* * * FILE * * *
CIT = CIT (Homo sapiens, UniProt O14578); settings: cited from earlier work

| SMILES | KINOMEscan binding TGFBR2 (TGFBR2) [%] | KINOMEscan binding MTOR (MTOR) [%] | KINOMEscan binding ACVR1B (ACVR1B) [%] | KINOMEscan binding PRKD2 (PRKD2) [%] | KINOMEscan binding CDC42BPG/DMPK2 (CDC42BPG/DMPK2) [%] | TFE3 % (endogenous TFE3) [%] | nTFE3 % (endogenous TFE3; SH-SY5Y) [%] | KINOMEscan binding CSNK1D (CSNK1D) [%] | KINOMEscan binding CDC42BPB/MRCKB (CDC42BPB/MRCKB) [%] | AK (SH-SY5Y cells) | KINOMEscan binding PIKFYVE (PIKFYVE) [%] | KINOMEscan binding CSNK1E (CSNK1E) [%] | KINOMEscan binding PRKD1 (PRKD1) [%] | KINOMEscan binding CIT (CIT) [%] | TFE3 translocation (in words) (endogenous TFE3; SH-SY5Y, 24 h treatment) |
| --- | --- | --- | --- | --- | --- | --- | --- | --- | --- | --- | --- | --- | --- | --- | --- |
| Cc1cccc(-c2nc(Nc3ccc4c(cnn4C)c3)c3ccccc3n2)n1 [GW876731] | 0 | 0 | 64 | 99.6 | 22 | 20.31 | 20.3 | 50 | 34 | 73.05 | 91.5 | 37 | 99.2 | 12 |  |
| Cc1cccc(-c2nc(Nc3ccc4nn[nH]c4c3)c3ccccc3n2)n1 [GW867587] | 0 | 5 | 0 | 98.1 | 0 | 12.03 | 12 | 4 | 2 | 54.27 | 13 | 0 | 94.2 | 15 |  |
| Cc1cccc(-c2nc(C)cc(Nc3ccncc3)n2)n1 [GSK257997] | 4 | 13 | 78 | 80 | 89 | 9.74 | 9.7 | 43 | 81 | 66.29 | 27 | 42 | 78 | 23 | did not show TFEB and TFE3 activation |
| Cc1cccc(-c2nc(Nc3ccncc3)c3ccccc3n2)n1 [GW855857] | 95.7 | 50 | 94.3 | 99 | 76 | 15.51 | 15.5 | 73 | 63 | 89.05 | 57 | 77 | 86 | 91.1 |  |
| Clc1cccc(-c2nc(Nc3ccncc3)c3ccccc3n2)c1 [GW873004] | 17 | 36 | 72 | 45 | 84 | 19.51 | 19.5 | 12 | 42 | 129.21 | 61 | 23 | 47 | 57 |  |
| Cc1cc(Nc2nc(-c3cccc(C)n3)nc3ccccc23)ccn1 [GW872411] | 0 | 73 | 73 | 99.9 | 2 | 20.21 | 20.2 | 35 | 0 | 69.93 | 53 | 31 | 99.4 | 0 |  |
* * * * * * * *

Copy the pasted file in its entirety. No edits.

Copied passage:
CIT = CIT (Homo sapiens, UniProt O14578); settings: cited from earlier work

| SMILES | KINOMEscan binding TGFBR2 (TGFBR2) [%] | KINOMEscan binding MTOR (MTOR) [%] | KINOMEscan binding ACVR1B (ACVR1B) [%] | KINOMEscan binding PRKD2 (PRKD2) [%] | KINOMEscan binding CDC42BPG/DMPK2 (CDC42BPG/DMPK2) [%] | TFE3 % (endogenous TFE3) [%] | nTFE3 % (endogenous TFE3; SH-SY5Y) [%] | KINOMEscan binding CSNK1D (CSNK1D) [%] | KINOMEscan binding CDC42BPB/MRCKB (CDC42BPB/MRCKB) [%] | AK (SH-SY5Y cells) | KINOMEscan binding PIKFYVE (PIKFYVE) [%] | KINOMEscan binding CSNK1E (CSNK1E) [%] | KINOMEscan binding PRKD1 (PRKD1) [%] | KINOMEscan binding CIT (CIT) [%] | TFE3 translocation (in words) (endogenous TFE3; SH-SY5Y, 24 h treatment) |
| --- | --- | --- | --- | --- | --- | --- | --- | --- | --- | --- | --- | --- | --- | --- | --- |
| Cc1cccc(-c2nc(Nc3ccc4c(cnn4C)c3)c3ccccc3n2)n1 [GW876731] | 0 | 0 | 64 | 99.6 | 22 | 20.31 | 20.3 | 50 | 34 | 73.05 | 91.5 | 37 | 99.2 | 12 |  |
| Cc1cccc(-c2nc(Nc3ccc4nn[nH]c4c3)c3ccccc3n2)n1 [GW867587] | 0 | 5 | 0 | 98.1 | 0 | 12.03 | 12 | 4 | 2 | 54.27 | 13 | 0 | 94.2 | 15 |  |
| Cc1cccc(-c2nc(C)cc(Nc3ccncc3)n2)n1 [GSK257997] | 4 | 13 | 78 | 80 | 89 | 9.74 | 9.7 | 43 | 81 | 66.29 | 27 | 42 | 78 | 23 | did not show TFEB and TFE3 activation |
| Cc1cccc(-c2nc(Nc3ccncc3)c3ccccc3n2)n1 [GW855857] | 95.7 | 50 | 94.3 | 99 | 76 | 15.51 | 15.5 | 73 | 63 | 89.05 | 57 | 77 | 86 | 91.1 |  |
| Clc1cccc(-c2nc(Nc3ccncc3)c3ccccc3n2)c1 [GW873004] | 17 | 36 | 72 | 45 | 84 | 19.51 | 19.5 | 12 | 42 | 129.21 | 61 | 23 | 47 | 57 |  |
| Cc1cc(Nc2nc(-c3cccc(C)n3)nc3ccccc23)ccn1 [GW872411] | 0 | 73 | 73 | 99.9 | 2 | 20.21 | 20.2 | 35 | 0 | 69.93 | 53 | 31 | 99.4 | 0 |  |